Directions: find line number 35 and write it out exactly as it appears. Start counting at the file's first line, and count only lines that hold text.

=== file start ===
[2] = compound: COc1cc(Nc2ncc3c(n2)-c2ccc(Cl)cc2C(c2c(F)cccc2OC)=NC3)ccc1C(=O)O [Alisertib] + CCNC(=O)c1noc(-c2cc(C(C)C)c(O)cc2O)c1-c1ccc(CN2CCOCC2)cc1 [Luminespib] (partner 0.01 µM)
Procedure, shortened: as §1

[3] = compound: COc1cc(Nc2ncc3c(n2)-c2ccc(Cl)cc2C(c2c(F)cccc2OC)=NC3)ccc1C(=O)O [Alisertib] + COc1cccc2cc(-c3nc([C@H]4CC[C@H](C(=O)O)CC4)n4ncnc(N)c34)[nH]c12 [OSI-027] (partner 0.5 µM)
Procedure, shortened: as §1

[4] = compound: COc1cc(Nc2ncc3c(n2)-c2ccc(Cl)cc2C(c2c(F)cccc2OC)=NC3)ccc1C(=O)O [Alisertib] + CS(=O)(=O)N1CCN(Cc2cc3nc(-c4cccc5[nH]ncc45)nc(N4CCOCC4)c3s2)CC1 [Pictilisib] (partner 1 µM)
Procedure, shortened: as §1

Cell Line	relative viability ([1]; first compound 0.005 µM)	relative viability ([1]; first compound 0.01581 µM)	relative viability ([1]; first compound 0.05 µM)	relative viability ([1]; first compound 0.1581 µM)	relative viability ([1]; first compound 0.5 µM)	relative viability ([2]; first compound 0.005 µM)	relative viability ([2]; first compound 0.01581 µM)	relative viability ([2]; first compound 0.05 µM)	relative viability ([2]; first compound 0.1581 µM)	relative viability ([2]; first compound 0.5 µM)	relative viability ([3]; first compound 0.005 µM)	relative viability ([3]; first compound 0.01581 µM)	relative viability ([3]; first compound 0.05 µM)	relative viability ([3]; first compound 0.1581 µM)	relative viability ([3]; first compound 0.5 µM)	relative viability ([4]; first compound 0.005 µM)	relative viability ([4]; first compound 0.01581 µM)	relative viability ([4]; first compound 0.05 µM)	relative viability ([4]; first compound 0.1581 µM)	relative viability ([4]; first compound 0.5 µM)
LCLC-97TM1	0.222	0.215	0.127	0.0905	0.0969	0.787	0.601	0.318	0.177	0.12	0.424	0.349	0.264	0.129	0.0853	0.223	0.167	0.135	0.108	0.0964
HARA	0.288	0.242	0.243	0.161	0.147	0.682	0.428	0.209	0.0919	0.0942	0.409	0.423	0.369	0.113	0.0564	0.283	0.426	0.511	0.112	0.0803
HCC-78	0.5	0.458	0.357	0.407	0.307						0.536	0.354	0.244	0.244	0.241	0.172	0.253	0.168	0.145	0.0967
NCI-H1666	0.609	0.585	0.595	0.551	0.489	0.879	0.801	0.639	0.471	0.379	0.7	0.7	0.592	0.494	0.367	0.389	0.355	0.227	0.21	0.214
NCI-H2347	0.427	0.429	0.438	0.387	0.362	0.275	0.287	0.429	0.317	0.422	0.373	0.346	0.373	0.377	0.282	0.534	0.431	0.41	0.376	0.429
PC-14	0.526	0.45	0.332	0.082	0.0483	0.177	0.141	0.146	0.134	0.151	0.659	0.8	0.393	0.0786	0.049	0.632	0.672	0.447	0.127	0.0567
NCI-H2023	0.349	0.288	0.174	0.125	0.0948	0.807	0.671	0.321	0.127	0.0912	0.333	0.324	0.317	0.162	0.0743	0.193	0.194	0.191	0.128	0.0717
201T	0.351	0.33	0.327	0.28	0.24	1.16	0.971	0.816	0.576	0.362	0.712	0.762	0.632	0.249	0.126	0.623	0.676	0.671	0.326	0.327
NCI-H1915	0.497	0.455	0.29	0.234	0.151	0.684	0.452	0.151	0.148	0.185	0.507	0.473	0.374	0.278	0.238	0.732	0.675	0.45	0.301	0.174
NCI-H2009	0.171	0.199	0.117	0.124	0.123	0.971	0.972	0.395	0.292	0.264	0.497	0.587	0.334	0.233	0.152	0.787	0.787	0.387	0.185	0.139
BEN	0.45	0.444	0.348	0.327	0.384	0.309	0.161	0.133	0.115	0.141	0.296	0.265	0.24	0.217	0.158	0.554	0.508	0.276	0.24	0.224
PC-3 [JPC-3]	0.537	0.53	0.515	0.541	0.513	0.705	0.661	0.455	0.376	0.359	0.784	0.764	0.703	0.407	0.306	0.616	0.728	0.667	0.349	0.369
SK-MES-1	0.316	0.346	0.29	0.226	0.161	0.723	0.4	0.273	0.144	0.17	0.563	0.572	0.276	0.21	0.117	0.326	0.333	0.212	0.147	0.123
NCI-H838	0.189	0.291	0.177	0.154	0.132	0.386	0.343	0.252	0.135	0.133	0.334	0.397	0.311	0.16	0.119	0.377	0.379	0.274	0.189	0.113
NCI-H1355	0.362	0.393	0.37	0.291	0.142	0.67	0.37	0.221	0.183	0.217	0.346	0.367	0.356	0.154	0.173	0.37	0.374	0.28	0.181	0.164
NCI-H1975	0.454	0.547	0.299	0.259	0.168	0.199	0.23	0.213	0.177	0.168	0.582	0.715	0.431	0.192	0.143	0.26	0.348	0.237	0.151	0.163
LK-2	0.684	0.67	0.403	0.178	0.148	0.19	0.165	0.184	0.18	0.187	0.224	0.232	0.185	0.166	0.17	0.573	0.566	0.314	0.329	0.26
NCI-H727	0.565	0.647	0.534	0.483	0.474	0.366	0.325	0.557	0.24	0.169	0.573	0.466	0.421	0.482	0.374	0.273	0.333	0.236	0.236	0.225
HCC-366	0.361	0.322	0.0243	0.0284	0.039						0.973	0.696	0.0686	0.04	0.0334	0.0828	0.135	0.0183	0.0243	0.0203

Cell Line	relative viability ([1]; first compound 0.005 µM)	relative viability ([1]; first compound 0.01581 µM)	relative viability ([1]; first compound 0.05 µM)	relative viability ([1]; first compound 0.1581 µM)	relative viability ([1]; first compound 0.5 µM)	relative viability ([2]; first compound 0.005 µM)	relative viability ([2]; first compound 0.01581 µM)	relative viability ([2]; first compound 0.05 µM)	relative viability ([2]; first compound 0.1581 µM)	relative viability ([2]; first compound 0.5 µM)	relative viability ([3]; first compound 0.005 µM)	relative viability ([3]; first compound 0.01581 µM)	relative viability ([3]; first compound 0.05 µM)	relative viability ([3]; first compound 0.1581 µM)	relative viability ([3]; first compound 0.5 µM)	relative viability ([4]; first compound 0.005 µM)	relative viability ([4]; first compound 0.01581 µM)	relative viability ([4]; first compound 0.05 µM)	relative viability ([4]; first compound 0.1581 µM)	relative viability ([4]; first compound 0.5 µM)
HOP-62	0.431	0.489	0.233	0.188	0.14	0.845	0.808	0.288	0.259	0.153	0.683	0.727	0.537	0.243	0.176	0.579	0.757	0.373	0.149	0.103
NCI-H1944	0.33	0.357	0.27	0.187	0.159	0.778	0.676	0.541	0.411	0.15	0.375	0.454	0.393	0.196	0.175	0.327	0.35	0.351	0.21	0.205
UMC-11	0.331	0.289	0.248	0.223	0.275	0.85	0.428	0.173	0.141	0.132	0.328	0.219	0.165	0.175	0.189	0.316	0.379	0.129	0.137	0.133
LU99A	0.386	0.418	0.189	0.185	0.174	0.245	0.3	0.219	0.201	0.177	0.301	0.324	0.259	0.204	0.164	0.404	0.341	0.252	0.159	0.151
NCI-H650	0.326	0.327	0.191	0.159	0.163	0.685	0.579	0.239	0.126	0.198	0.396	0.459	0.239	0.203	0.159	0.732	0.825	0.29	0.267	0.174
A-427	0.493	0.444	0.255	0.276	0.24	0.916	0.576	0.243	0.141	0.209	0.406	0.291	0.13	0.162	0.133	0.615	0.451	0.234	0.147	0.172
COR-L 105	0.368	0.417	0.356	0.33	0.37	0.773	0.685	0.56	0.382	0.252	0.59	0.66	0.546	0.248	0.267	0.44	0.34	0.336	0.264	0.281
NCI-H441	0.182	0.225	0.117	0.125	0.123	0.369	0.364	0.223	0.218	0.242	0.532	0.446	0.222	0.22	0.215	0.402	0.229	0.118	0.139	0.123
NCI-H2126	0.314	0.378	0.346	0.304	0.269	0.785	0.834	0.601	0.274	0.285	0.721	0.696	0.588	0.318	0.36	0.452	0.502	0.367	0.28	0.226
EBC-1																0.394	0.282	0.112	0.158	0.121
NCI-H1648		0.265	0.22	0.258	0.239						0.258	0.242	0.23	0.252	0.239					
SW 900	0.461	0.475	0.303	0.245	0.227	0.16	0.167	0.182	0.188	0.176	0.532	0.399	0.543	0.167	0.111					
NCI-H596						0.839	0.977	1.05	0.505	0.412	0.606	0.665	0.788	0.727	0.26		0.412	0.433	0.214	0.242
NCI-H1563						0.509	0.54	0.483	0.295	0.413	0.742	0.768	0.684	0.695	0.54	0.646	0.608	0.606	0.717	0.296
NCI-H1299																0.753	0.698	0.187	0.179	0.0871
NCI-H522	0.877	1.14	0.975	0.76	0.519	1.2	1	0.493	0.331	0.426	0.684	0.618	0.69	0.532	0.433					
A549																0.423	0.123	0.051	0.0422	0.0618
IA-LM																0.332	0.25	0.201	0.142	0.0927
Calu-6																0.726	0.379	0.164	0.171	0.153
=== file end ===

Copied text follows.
NCI-H441	0.182	0.225	0.117	0.125	0.123	0.369	0.364	0.223	0.218	0.242	0.532	0.446	0.222	0.22	0.215	0.402	0.229	0.118	0.139	0.123